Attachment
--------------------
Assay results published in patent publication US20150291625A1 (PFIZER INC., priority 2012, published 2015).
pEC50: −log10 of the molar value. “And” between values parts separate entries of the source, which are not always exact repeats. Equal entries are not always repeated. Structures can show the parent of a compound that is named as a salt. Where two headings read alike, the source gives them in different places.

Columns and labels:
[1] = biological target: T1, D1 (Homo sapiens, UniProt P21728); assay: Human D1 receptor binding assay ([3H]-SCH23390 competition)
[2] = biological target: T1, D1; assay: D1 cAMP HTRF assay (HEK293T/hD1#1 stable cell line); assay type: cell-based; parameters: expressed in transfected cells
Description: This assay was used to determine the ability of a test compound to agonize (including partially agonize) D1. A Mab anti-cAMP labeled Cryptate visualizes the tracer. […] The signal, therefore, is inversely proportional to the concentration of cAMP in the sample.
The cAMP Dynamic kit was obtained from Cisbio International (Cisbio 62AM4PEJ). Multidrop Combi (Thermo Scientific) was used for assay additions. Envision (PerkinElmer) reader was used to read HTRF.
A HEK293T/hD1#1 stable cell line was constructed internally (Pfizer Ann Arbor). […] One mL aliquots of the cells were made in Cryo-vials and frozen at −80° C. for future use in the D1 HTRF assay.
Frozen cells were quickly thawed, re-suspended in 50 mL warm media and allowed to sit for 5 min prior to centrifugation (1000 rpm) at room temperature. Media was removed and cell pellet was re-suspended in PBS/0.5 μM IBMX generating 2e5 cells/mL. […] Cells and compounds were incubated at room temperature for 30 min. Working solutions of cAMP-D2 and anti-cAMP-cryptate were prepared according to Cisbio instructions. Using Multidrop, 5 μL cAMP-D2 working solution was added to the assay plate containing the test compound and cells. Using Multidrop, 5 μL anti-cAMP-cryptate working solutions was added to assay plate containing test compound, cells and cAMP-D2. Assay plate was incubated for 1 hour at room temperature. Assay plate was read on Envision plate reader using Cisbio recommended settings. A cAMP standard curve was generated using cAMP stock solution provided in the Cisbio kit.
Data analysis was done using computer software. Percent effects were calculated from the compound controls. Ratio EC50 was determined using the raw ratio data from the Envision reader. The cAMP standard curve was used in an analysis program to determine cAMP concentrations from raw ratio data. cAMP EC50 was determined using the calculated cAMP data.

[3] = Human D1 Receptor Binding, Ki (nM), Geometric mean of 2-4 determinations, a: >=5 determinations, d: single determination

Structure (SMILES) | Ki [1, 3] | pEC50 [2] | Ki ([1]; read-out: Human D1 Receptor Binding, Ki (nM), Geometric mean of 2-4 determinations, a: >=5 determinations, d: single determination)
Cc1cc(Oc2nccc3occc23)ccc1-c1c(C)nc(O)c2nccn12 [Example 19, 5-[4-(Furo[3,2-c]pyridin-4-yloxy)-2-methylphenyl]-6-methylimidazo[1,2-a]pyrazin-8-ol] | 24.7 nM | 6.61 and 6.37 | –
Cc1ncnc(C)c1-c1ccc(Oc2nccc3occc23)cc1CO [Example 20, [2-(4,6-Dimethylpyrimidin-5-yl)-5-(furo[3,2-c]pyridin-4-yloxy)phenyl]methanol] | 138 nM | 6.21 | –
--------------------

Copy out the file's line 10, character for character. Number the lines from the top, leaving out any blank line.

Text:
Data analysis was done using computer software. Percent effects were calculated from the compound controls. Ratio EC50 was determined using the raw ratio data from the Envision reader. The cAMP standard curve was used in an analysis program to determine cAMP concentrations from raw ratio data. cAMP EC50 was determined using the calculated cAMP data.